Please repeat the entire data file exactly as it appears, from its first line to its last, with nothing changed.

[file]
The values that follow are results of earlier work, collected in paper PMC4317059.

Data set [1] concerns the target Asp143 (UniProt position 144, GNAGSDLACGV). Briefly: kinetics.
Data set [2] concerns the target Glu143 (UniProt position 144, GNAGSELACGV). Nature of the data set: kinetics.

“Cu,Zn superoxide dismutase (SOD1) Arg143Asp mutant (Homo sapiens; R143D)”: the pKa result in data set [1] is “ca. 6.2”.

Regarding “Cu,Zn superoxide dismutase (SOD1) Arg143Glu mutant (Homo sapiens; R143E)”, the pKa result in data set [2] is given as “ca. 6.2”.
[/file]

The values that follow are results of earlier work, collected in paper PMC4317059.

Data set [1] concerns the target Asp143 (UniProt position 144, GNAGSDLACGV). Briefly: kinetics.
Data set [2] concerns the target Glu143 (UniProt position 144, GNAGSELACGV). Nature of the data set: kinetics.

“Cu,Zn superoxide dismutase (SOD1) Arg143Asp mutant (Homo sapiens; R143D)”: the pKa result in data set [1] is “ca. 6.2”.

Regarding “Cu,Zn superoxide dismutase (SOD1) Arg143Glu mutant (Homo sapiens; R143E)”, the pKa result in data set [2] is given as “ca. 6.2”.